Questioned about a lecture that President Obama delivered at Georgetown University this week, Father Tom Reese can scarcely contain his enthusiasm. "The audience wanted to cheer and cheer," he told the Washington Times. It was a "very professorial address" by the President, and even if he doesn't have academic credentials, Obama is "a damn good professor."
In case you're missing the thrust, Father Reese spells out his fundamental message: "There is great enthusiasm for Obama especially among Catholic young people."
Got that? Young Catholics love Obama. Or so says Tom Reese, whose qualifications to speak on behalf of young Catholics are nearly as impressive as the President's qualifications as a "very professorial" economist. The kids "were dying to get into the hall" when the President spoke.
Oh, and about that hall. A bit of unpleasantness arose when it came to light that Georgetown had covered up the name of Jesus, at the request of White House operatives, on the podium where Obama spoke. Father Reese saw no special significance in that gesture. It was just a matter of creating clean sight lines, he said. "They don't want distractions that would make the eye wander," he explained.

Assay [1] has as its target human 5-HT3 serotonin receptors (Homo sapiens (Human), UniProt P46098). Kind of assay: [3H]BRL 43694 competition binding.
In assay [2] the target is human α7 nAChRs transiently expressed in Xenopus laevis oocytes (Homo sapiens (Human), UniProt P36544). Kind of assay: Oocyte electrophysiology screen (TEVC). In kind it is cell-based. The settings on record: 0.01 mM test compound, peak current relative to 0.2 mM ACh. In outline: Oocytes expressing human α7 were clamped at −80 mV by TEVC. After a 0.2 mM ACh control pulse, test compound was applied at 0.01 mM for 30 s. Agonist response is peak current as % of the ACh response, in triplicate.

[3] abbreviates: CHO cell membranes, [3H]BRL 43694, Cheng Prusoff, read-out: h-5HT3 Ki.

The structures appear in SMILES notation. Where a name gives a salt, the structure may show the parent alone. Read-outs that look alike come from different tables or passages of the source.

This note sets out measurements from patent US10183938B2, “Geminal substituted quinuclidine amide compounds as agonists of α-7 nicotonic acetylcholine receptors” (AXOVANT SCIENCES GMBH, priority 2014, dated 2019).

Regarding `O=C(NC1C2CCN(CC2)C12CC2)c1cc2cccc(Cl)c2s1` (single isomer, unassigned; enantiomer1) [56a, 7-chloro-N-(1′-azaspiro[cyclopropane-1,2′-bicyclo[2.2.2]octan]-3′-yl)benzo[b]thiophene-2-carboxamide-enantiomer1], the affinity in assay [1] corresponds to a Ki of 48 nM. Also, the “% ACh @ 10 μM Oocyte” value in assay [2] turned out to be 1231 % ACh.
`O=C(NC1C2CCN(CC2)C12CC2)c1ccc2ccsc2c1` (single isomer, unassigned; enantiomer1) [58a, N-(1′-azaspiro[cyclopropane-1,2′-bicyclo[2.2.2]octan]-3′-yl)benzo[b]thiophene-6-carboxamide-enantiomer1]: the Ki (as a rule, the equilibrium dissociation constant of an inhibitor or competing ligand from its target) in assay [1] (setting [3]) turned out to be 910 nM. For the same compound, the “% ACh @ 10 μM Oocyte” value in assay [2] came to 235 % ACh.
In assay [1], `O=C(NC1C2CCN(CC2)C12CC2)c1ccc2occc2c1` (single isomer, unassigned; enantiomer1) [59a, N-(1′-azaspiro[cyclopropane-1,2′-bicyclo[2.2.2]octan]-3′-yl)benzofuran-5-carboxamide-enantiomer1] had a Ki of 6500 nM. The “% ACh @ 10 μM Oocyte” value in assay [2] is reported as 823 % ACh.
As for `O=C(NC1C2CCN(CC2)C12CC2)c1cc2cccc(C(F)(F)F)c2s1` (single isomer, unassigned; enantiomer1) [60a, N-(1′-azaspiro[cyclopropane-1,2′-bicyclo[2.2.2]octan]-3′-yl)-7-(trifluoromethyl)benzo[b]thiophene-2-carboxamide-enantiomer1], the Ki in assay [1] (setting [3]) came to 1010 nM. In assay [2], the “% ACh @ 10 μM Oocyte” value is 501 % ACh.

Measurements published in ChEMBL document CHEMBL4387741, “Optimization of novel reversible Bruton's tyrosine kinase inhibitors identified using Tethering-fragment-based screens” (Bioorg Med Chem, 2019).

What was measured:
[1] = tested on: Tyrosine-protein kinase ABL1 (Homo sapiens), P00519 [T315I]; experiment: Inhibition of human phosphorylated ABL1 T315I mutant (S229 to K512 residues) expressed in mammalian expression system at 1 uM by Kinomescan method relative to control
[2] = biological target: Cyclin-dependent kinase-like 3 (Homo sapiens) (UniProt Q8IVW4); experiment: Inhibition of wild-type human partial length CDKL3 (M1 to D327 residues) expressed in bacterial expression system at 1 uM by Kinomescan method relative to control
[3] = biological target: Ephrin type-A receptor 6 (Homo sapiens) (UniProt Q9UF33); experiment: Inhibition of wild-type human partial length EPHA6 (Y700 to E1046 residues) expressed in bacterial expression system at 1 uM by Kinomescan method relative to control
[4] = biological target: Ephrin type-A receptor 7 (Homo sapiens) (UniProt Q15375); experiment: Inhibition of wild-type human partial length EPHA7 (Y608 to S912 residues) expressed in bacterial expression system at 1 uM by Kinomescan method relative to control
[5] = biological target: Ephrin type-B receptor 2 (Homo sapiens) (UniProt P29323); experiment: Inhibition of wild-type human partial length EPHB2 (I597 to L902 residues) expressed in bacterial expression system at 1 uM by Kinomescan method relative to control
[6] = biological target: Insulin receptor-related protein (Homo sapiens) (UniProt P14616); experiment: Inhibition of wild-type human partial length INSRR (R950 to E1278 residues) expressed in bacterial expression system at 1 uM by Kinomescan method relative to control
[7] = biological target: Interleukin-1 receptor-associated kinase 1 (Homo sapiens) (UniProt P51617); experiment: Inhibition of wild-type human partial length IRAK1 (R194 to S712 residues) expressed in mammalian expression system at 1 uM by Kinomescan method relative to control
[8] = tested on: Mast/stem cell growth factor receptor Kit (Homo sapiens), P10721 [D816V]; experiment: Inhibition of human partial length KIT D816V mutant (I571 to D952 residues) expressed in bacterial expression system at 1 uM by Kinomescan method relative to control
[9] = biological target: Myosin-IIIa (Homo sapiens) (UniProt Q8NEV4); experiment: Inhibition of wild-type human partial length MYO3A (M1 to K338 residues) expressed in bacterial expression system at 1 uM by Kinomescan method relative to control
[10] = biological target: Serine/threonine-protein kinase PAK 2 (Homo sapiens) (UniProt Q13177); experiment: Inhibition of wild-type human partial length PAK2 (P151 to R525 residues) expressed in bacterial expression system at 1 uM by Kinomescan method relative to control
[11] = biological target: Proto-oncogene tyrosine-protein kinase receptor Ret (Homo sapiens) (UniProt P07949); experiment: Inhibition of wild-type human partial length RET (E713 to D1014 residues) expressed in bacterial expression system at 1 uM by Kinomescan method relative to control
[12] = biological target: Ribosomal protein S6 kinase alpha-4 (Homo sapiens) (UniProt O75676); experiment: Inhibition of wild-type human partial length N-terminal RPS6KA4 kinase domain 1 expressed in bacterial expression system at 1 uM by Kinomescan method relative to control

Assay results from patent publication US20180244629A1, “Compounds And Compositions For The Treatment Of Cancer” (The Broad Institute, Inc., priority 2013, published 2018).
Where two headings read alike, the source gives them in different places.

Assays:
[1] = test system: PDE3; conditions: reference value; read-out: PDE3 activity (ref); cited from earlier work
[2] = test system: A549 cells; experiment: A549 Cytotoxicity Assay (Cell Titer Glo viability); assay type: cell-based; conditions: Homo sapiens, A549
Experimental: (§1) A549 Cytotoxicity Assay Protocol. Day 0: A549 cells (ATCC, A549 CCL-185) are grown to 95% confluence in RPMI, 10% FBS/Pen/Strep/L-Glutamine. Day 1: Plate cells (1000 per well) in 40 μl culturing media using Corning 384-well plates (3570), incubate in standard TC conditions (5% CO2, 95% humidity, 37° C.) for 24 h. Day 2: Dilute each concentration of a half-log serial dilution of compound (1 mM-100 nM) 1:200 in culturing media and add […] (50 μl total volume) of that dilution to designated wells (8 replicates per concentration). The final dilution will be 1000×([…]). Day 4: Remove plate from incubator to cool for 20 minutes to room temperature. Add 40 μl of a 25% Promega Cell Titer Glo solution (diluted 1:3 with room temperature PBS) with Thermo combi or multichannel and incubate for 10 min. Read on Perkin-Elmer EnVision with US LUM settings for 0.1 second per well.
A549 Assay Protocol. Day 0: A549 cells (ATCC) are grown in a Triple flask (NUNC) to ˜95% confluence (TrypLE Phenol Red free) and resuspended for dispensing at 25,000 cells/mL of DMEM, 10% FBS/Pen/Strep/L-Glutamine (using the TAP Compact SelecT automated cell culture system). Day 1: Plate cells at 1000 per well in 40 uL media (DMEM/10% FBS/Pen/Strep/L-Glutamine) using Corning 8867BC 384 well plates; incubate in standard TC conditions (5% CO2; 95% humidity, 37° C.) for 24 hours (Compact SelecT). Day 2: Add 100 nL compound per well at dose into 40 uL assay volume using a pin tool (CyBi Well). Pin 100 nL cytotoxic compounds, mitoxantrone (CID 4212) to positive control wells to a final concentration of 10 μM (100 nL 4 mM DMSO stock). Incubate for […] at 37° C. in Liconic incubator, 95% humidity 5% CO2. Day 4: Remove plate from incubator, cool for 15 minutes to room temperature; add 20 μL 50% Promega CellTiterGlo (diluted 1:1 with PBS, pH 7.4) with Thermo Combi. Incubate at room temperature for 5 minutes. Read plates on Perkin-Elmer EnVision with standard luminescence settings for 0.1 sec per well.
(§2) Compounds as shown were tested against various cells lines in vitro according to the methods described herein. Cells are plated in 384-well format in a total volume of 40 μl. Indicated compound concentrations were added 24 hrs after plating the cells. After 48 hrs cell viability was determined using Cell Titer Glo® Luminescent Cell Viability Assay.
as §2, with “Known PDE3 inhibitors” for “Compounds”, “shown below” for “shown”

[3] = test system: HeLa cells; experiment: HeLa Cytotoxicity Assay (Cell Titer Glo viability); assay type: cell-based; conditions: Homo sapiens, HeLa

Why, again, was the name of Jesus hidden? "I don't think this is motivated by theology, but by communications strategy," Father Reese assures us. And you know what? He's right. Georgetown and the White House were united in the desire to communicate a message. A political message: a positive message about the President's economic program. Questions about theology-- about God, about Jesus Christ, whose Resurrection we celebrate this week-- never crossed their minds. There was important work to be done at the nation's oldest Catholic university, and we couldn't allow those enthusiastic students any to be distracted by the name of Jesus.
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